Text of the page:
Last week, news broke that a Jetstream, 16 seater aircraft been flown from an airfield near Preston to Inverness, a journey of 500 miles. According to the BBC, the plane was controlled by a pilot on the ground, instructed by the National Air Traffic Services. However, it was flown in integrated airspace i.e. that used by other passenger aeroplanes. The flight was carried out by Astrea, a UK consortium which has received funding from a range of companies, including BAE Systems, as well as the Technology Strategy Board, sponsored by the Department of Business, Innovation and Skills. This test flight built on 20 earlier trial flights carried out last summer by BAE Systems over the Irish Sea. Much was made in these tests of ASTREA’s “electronic eye” which was able to detect and avoid bad weather and “sense and avoid” mid-air collisions. At the same time, the Miami Herald reported that, in Afghanistan, unmanned cargo helicopters were used to drop supplies to a remote base in northern Helmand.
These flights raise interesting questions. Broadly, concerns at the use of drones have focused on the technology which can be attached to them and the manner in which this technology is used. For example, the ability to arm a drone, to circle overhead communities for hours or days at a time, before dropping missiles in remote parts of the world where there is no declared armed conflict, violating international law. The fact that a drone is unmanned, combined with lower operating costs, has led to the argument that the barriers which inhibit states from entering conflict are now greatly reduced. Further, domestically, the ability, for example, to attach infrared cameras to drones and to use this to spy on citizens, see the case of the New York couple whose rooftop assignation was the subject of prolonged observation by a police drone, has led to unease at the impact of drones on the right to privacy and broader civil liberties.
But do these concerns still apply in the case of unmanned cargo helicopters and passenger planes? And if not, what are we worried about? Are we just technophobes, resisting any new aerospace developments?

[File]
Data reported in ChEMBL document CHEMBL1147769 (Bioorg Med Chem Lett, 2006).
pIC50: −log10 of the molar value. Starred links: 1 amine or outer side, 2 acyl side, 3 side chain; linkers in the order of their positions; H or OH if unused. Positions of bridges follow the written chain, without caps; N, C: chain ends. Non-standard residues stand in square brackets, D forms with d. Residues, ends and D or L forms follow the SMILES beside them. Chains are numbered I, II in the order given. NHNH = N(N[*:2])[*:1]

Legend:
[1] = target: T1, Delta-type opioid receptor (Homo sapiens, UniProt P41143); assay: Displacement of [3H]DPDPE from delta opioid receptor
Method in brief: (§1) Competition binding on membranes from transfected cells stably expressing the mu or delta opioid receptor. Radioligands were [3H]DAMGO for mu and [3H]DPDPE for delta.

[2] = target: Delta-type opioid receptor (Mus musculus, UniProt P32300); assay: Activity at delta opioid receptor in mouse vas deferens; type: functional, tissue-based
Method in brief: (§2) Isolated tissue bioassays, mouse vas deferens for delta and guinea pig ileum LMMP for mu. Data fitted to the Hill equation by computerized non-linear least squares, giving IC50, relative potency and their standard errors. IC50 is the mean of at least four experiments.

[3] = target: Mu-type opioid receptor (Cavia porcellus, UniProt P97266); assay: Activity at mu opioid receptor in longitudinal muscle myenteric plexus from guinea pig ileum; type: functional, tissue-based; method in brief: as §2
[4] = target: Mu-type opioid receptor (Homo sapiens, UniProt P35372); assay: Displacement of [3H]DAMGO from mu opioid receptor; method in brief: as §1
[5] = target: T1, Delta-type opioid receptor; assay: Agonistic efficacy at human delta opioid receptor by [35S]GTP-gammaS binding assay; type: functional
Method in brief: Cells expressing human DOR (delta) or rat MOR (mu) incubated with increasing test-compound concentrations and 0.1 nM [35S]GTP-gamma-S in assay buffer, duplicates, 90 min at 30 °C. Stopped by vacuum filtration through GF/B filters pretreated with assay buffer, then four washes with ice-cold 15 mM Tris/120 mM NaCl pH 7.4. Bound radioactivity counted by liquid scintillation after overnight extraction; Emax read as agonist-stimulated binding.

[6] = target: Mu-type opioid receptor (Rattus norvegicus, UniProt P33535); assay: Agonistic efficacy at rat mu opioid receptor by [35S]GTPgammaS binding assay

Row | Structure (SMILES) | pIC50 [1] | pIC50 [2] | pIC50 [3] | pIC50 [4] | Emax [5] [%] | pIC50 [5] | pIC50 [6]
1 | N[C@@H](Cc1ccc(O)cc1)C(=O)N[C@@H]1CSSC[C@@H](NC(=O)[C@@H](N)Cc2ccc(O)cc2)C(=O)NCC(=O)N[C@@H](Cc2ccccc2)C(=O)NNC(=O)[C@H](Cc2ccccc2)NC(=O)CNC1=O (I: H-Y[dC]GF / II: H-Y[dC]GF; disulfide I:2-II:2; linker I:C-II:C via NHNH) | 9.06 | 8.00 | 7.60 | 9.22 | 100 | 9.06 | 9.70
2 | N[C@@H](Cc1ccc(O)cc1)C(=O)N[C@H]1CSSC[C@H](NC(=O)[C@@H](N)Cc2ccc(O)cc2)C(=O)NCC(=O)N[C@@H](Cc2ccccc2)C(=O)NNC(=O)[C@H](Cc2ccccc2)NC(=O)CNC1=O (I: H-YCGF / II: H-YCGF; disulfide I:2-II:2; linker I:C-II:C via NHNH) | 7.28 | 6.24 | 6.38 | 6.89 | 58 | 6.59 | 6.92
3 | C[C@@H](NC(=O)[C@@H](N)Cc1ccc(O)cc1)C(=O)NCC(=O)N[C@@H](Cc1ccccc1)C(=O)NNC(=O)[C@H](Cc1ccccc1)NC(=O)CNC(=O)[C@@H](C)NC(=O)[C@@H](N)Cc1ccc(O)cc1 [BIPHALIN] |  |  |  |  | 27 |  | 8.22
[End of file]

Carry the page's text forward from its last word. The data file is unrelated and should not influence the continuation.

Though a Guardian article in May 2012 does indicate that fighter jets could become unmanned with the aim of flying tricky missions for extended periods of times, considering the capabilities of the Predator and Reaper drones, this seems unlikely. The impetus behind the unmanned cargo helicopter seems to be, judging by the media coverage, the ability of it to enter a dangerous area, with no risk to crew, and deliver supplies, at a significantly reduced cost ($1,300 vs. $11,000 per hour to operate).
However, while much is made by Astrea and BAE Systems of the operating technology aboard unmanned planes, which should identify and avoid hazards, campaigners have highlighted the absence of any kind of consultation about these developments. The British Airline Pilots Association are quoted as saying there is a need to resolve issues to ensure safety and pointed to well-trained pilots as the most important safety system currently available on broad aircraft. A recent story about a near miss between an unidentified object and an Airbus A320 near Glasgow highlights the potential dangers of integrated airspace, where piloted and unpiloted vehicles share the same space. While the Project Director at Astrea seems to acknowledge the breadth of issues raised when he commented that “Its not just the technology, we’re trying to think about the social impact of this and the ethical and legal things associated with it”, which could be considered a nod toward the need for broader public consideration of these safety concerns. These safety concerns are not insignificant if one considers the damage that can be wrought by a passenger plane were it to collide with either another plane or a building. The images of planes crashing into the Twin Towers surely come to the fore unless the Government, and Astrea and its consortium of companies can assure the public that enough safeguards have been put in place. In this respect size does matter. There is a difference between the rather embarrassing crash of the drone owned by Merseyside Police, which was roughly the size of two basketballs, and the crashing of an 18 seater passenger plane.
PS. Drone Wars UK has an excellent drone crash database that is worth checking out.